‘God Bless Ilana,’ Writes British Libertarian Dr. Sean Gabb

Britain,Donald Trump,Elections,libertarianism,Paleolibertarianism

Dr. Sean Gabb is director of the Libertarian Alliance, based in the United Kingdom. He is a prodigious libertarian writer and scholar. Dr. Gabb writes the following on the popular Libertarian Alliance blog (to which I contribute):

Our own Ilana Mercer was one of Mr Trump’s earliest and most vocal and consistent supporters. When he announced he would run for election, and when she immediately went into drum majorette mode, I thought she had gone a little funny in the head. Here was a businessman and television personality, trying to break into the closed shop of American politics. I thought Ilana was funny in the head, and I thought Mr Trump a bit of a joke.

Then he showed his teeth, and I sat up. I began to read Ilana with more attention. I said nothing to her when she strained our charitable status to the limit. I watched astonished as the crowds began to gather, and as the most unlikely candidate anyone could have imagined began to tell truths I never thought to hear in front rank politics. Until close to the end, I doubted he could win. I thought Ilana would be terribly depressed by his losing, and that she would go away and sulk for a decade.

But he’s now President-elect Trump, and Ilana was right all along.

I think we should be grateful to Ilana for two reasons: …

“God Bless Ilana” is at the British Libertarian Alliance. Subscribe to the RSS feed.

Still in the Trump context, historian Dr. Clyde N. Wilson has blessed “The Trump Revolution: The Donald’s Creative Destruction Deconstructed” (June, 2016) with a review in Chronicles magazine, the flagship publication of principled paleoconservationism. “Sounding The Trump” appeared in the October 2016 issue of Chronicles (subscribe). A short excerpt:

In important ways, a revolutionary process has begun. So argues Ilana Mercer in the best extended analysis yet published of the Trump phenomenon: “Trump is getting an atrophied political system to oscillate” in “an oddly marvelous uprising.” For us revolutionaries there is still a long way to go, but we are entitled to a “modest hope” that “an utterly different political animal, Donald Trump, might actually do some good for the countrymen he genuinely seems to love.”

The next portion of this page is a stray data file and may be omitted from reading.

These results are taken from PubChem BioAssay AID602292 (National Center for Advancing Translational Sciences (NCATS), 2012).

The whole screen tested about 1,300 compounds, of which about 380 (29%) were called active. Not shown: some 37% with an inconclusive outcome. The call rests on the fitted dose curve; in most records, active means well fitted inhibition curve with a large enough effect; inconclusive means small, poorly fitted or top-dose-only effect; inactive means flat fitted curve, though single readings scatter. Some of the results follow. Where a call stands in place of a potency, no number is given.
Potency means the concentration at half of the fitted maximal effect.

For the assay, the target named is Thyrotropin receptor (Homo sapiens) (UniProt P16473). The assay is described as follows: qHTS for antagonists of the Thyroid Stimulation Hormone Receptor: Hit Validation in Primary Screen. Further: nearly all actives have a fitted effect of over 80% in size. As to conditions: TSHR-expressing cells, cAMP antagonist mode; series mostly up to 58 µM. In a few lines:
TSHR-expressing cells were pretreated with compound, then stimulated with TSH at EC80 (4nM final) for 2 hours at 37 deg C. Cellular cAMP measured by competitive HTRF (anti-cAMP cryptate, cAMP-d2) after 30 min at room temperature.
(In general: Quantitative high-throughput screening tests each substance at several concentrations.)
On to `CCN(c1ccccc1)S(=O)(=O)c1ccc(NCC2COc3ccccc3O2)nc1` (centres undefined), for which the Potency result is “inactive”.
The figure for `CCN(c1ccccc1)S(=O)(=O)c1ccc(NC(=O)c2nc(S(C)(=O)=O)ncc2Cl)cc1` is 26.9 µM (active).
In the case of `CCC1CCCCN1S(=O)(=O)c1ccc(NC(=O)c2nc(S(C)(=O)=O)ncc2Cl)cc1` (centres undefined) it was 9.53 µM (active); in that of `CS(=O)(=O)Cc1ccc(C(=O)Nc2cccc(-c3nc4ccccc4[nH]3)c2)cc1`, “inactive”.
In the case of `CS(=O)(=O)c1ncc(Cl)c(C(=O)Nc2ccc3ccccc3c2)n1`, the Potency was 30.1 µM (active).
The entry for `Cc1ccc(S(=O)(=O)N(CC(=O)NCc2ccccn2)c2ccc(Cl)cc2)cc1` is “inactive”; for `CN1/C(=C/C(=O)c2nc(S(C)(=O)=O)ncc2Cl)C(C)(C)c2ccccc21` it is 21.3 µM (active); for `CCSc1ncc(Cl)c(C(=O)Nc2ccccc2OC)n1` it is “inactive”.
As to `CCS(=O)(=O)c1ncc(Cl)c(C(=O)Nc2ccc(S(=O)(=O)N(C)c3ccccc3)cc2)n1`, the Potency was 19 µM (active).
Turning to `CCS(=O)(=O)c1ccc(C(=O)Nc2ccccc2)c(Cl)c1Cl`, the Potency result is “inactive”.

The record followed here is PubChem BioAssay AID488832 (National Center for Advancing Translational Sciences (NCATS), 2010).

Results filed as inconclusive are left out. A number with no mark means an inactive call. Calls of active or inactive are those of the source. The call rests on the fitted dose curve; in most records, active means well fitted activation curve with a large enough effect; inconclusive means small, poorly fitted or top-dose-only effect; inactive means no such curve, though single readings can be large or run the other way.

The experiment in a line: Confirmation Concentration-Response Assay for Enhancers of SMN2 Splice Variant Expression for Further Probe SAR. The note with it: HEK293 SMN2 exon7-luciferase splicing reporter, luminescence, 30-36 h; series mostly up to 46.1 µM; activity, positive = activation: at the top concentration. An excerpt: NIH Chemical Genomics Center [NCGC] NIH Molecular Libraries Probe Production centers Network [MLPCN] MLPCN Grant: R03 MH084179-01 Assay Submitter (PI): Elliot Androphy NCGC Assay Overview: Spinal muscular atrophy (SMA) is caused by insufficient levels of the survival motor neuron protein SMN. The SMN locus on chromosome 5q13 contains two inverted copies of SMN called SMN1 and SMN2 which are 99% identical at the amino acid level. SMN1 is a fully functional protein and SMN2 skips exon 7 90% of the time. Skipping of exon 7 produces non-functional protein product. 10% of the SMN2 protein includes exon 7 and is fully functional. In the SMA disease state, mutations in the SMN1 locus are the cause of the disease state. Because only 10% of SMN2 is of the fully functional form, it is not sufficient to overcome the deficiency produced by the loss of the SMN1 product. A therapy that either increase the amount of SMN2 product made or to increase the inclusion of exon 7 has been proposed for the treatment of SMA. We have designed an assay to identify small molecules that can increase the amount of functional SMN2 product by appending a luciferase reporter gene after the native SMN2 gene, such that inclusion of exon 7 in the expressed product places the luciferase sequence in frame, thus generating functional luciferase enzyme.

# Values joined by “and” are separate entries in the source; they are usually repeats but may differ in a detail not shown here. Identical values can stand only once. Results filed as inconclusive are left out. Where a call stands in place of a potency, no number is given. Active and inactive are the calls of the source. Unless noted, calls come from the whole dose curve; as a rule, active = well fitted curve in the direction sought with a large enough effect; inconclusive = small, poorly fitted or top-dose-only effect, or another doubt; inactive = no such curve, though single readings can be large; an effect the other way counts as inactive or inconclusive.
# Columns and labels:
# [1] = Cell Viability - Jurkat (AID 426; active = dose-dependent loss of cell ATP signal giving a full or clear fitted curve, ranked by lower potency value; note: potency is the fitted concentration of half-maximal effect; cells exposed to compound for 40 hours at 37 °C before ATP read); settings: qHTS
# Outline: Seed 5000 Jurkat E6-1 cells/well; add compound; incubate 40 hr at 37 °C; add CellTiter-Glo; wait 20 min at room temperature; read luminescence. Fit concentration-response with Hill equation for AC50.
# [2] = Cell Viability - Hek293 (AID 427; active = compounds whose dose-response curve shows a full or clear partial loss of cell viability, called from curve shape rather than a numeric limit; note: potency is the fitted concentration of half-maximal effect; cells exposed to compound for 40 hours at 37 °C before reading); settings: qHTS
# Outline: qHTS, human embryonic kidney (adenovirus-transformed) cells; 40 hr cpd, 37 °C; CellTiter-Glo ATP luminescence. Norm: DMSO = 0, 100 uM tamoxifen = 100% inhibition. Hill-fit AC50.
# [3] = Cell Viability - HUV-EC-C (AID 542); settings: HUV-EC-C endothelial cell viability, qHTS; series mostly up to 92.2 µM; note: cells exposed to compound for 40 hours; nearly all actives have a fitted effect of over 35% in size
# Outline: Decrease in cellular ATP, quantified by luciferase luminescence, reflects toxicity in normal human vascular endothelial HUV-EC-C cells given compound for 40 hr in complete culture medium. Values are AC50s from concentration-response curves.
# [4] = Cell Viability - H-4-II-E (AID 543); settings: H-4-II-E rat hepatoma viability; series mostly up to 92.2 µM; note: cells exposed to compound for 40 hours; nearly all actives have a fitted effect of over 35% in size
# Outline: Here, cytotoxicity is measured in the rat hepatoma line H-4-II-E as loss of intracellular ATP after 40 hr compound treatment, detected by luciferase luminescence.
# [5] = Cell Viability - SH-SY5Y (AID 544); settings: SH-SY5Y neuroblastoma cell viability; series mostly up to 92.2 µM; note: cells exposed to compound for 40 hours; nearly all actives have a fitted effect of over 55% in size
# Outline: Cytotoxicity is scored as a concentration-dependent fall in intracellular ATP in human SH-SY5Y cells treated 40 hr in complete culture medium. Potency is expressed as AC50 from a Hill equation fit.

It is not Trump who is transforming American politics, the author asserts; “it’s the people of America doing the transforming.” Trump is the first politician in a long, long time who has regarded America as a country rather than a “proposition” and has actually spoken to and for “the people.” Far from being “divisive,” his plain speaking has enthusiastically united large numbers of Americans. …

… “White Lives Matter Less” has been, in Mercer’s words, “the creedal pillar” of our public life. Without ungraciousness to any, Trump has shown that it is OK for white Americans to declare that they have had enough of “the pigment burden” that has been piled on their backs. This paleo-libertarian author does not disguise her disgust at the fashionable statism, indistinguishable from the collectivist left and without a clue to what “free trade” really means, that passes for libertarianism today. …

… as Mercer points out with tough realism, … In this post-constitutional time, it may be that “the best liberty lovers can look to is action and counter-action, force and counterforce in the service of liberty.” A president hoping for reform will face 160,000 pages of federal laws and regulations and relentless sabotage by the Banksters, Bombers, Bureaucrats, and Busybodies who now govern us. He cannot be a moderate if he hopes to accomplish anything.

On “Mercer’s Menckenesque ability to coin memorable phrases describing the empowered fools of our time,” Professor Wilson’s asks: “Does any contemporary writer do it better?”

Finally, a reviewer with a sense of fun; someone with the good sense to have a hearty chuckle at this verbal swordplay:

Mercer on the media: “news nitworks,” the “War Street Journal,” “idiot’s lantern,” “unsharpened pencil,” “tele-tarts,” a “circle jerk of power brokers,” “one-trick donkeys,” “celebrated mediocrities,” “another banal bloviation,” the “cable commentariat as a cog in the corpulent D.C. fleshpot.”

Mercer on our rulers and would-be rulers: “parasites in waiting”; “nation-building at the point of the bayonet makes [Hillary] barking happy”; “Banana Republicans”; “dwarf-tossing” (William Kristol’s promotion of nonentities as Trump alternatives); the “quaint expectation that voters, not party operatives, would choose the nominee”; the “silent majority that dare not speak its name”; “what our crypto-leftist conservatives are ramming down our proverbial gullets are dogmas, not values”; the “master-servant relationship between Republicans and the Religious Right”; the “think tanks’ industry for the god of war”; “neoconservatives speaking like Tocqueville but acting like Robespierre”; “neoconservatives standing athwart every valid form of American conservatism yelling stop.”

What a review and what an honor! Subscribe to Chronicles here.